Tenn. Governor Signs Supermarket Wine Bill
|Tennessee Gov. Bill Haslam signs a bill to allow supermarket wine sales into law on Thursday, March 20, 2014, in Nashville, Tenn. (AP Photo/Mark Humphrey)|
NASHVILLE, Tenn. (AP) — Folks waiting for the neighborhood grocery store to stock their favorite merlot or chardonnay may have to wait a little longer even though Gov. Bill Haslam has signed a law to allow supermarket wine sales in Tennessee .
The legislation signed Thursday grants authority to cities and counties that have package stores or liquor-by-the-drink sales to hold referendums on whether to allow wine sales in supermarkets. Even so, the earliest wine can be sold in supermarkets and convenience stores is the summer of 2016 — or a year later if they are located near an existing liquor store.
Senate Speaker Ron Ramsey told reporters Thursday that lawmakers may consider moving the date up.
"I predict that something may happen on that," said the Blountville Republican. "I just think that people won't understand why the grocery stores agreed to a year and a half delay."
The delay was to give liquor stores time to prepare for the competition.
However, Mitchell McDannald of Nashville said he hopes he can buy the wine sooner. He likes the wine sold in Trader Joe's stores and currently drives nearly four hours to Atlanta to get cases of it because he can't get it at any of the Trader Joe's stores in Tennessee.
"I just like cheap wine," said the 27-year-old, who said that under the new law, "I'll be able to get the wine that I like" in Tennessee.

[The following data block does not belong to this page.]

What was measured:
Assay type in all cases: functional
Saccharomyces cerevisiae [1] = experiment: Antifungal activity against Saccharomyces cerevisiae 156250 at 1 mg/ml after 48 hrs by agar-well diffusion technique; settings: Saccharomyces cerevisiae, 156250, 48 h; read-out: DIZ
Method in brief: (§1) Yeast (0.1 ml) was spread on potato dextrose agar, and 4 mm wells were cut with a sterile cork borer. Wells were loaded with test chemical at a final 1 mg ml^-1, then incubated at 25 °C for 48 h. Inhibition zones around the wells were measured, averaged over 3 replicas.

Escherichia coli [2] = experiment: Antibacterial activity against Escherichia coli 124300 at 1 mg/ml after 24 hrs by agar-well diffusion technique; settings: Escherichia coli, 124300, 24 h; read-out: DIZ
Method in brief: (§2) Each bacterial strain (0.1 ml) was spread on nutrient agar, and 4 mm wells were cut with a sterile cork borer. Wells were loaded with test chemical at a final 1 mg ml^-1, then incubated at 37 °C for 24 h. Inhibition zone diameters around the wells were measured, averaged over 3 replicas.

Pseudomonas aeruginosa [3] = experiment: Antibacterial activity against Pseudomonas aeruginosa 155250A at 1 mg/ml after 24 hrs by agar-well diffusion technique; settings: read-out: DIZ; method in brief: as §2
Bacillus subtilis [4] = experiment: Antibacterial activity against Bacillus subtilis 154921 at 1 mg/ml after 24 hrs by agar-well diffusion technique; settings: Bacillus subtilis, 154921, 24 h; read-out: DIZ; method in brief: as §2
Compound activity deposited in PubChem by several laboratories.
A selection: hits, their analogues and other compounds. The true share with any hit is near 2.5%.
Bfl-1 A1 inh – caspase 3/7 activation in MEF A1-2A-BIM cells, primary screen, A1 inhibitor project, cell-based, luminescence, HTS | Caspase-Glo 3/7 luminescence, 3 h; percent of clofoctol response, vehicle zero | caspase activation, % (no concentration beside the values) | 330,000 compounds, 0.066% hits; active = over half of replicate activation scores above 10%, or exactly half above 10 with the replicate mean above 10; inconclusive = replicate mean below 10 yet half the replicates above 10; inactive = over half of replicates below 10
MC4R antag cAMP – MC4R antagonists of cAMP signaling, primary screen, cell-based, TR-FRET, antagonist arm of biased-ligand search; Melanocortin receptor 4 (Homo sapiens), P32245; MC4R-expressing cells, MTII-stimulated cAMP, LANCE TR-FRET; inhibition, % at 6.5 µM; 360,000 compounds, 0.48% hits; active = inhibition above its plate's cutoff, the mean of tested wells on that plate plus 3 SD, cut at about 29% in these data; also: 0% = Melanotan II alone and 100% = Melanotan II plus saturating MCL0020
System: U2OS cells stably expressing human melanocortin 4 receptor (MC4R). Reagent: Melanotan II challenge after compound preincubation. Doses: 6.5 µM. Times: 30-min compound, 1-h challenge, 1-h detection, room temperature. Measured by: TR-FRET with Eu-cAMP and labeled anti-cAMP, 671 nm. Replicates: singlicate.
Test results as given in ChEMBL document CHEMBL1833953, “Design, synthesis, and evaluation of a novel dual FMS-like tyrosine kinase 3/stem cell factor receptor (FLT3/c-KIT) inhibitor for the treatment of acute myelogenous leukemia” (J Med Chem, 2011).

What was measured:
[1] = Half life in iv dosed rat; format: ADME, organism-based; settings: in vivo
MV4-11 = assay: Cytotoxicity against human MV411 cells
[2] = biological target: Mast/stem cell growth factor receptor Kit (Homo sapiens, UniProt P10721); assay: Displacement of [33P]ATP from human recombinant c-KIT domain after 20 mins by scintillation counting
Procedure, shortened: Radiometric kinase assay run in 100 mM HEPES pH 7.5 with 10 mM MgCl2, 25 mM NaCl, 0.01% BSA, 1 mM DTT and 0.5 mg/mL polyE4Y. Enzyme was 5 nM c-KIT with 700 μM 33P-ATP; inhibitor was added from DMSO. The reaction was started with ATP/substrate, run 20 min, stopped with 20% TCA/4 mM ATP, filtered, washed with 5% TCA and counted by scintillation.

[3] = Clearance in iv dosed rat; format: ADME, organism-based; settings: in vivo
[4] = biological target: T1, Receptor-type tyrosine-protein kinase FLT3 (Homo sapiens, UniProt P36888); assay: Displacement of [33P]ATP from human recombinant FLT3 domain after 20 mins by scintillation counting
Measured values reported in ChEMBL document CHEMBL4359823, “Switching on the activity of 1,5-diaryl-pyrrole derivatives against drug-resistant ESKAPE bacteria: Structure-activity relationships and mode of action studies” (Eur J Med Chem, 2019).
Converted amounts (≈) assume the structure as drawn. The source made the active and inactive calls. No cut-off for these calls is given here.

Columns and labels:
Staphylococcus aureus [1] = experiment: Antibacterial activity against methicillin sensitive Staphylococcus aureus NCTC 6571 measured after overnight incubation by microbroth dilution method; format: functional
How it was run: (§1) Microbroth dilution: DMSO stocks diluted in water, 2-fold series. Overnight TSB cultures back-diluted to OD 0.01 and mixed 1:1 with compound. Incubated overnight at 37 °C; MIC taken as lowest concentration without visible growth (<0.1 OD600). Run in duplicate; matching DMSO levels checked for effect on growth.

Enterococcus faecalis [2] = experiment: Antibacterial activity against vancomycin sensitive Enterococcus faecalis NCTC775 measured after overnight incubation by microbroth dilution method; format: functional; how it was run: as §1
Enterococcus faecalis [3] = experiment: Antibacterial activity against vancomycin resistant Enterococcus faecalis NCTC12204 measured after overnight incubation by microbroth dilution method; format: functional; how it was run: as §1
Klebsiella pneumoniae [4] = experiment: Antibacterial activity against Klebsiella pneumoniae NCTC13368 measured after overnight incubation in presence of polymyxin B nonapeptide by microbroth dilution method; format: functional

Haslam was joined Thursday by the measure's sponsors, as well as the Senate and House speakers, who helped the passage of the legislation by bringing different parties to the table to discuss it.
"I commend my legislators for their hard work," said House Speaker Beth Harwell, R-Nashville. "Together we all worked to make this a success today."
While the concept of supermarket wine sales has broad public support according to various polls, the measure had failed in several consecutive legislative sessions amid opposition from liquor wholesalers and package store owners.
While Tennessee is also a state with strong religious and conservative values, Vanderbilt University political science professor Bruce Oppenheimer said the delay to pass the measure was more about disagreements among the parties involved.
"I think there were people with money interests on both sides who had a stake in this game," he said. "It's the grocery stores against the people who run liquor stores."
Nevertheless, Sen. Bill Ketron, one of the measure's main sponsors, called the signing a historic event in Tennessee.
"There's an old saying that patience is a virtue," said the Murfreesboro Republican. "I can honestly say that I have acquired that virtue over the last seven years."
The measure also allows liquor stores to begin selling items other than booze.
Currently, supermarkets and convenience stores can sell beer containing up to 6.5 percent alcohol by volume. Anything stronger can be sold only in package stores, which can't sell anything beyond booze and lottery tickets.
Haslam's stance on the issue has warmed since the 2010 governor's race, when he expressed reservations about the legislation, which would directly affect the Pilot Flying J truck stop chain owned by the Haslam family.
He remained neutral on the issue while it was before lawmakers, but had pledged not to block its enactment once it passed.
"I've always said that I would do whatever the will of the Legislature is on this thing; and if they passed it that I would sign it," he told reporters after Thursday's event.